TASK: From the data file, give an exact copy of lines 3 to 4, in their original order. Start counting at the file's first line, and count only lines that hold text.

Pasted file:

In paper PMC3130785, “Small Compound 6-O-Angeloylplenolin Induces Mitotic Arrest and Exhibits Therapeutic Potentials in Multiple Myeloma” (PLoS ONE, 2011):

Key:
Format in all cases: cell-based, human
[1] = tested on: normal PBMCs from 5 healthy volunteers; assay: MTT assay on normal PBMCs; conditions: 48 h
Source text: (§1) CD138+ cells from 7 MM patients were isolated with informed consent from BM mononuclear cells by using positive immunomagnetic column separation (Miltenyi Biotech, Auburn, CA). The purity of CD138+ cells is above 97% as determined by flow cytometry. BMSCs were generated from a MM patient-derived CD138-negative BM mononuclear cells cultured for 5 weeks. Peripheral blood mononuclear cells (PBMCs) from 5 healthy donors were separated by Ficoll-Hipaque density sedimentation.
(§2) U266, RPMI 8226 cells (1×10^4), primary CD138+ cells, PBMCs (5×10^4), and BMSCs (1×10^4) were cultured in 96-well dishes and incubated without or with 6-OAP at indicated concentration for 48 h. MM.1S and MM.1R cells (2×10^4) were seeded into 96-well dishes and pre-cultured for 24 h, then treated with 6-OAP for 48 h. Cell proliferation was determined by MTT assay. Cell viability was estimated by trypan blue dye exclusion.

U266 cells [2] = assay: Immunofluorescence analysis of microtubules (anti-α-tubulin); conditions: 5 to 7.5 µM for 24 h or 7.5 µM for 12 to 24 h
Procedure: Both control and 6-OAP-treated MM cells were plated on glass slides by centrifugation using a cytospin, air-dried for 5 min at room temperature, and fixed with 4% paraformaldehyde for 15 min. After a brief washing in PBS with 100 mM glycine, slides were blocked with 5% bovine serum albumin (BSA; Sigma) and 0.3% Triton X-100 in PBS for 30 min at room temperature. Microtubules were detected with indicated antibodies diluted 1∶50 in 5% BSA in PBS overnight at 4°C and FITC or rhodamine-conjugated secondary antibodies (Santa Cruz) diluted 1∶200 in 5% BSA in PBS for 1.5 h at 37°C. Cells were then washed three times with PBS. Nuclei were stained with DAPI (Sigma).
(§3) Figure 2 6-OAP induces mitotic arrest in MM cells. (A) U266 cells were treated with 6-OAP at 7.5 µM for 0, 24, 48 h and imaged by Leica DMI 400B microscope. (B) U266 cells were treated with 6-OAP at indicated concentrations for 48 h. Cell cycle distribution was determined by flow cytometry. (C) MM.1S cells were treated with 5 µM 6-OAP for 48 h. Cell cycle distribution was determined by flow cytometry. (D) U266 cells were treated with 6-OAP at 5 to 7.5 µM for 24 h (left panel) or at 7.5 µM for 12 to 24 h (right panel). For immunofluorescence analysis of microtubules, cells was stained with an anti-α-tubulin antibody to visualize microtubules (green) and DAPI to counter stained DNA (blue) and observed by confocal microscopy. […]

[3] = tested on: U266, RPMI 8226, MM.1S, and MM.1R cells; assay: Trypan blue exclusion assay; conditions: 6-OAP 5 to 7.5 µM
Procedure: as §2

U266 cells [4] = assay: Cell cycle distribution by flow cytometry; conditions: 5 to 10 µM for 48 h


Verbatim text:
Format in all cases: cell-based, human
[1] = tested on: normal PBMCs from 5 healthy volunteers; assay: MTT assay on normal PBMCs; conditions: 48 h